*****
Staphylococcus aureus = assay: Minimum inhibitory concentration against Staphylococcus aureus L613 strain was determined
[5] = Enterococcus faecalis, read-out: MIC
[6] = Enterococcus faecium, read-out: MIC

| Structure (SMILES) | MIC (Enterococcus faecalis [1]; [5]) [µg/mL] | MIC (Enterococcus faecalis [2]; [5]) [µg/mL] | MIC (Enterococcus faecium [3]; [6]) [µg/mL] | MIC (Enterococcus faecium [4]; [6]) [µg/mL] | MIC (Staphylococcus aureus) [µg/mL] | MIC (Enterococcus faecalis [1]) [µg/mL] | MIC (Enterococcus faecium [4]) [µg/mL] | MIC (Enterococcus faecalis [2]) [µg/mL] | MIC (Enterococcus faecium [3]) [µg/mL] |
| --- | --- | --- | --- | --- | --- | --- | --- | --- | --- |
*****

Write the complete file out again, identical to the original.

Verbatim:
Staphylococcus aureus = assay: Minimum inhibitory concentration against Staphylococcus aureus L613 strain was determined
[5] = Enterococcus faecalis, read-out: MIC
[6] = Enterococcus faecium, read-out: MIC

| Structure (SMILES) | MIC (Enterococcus faecalis [1]; [5]) [µg/mL] | MIC (Enterococcus faecalis [2]; [5]) [µg/mL] | MIC (Enterococcus faecium [3]; [6]) [µg/mL] | MIC (Enterococcus faecium [4]; [6]) [µg/mL] | MIC (Staphylococcus aureus) [µg/mL] | MIC (Enterococcus faecalis [1]) [µg/mL] | MIC (Enterococcus faecium [4]) [µg/mL] | MIC (Enterococcus faecalis [2]) [µg/mL] | MIC (Enterococcus faecium [3]) [µg/mL] |
| --- | --- | --- | --- | --- | --- | --- | --- | --- | --- |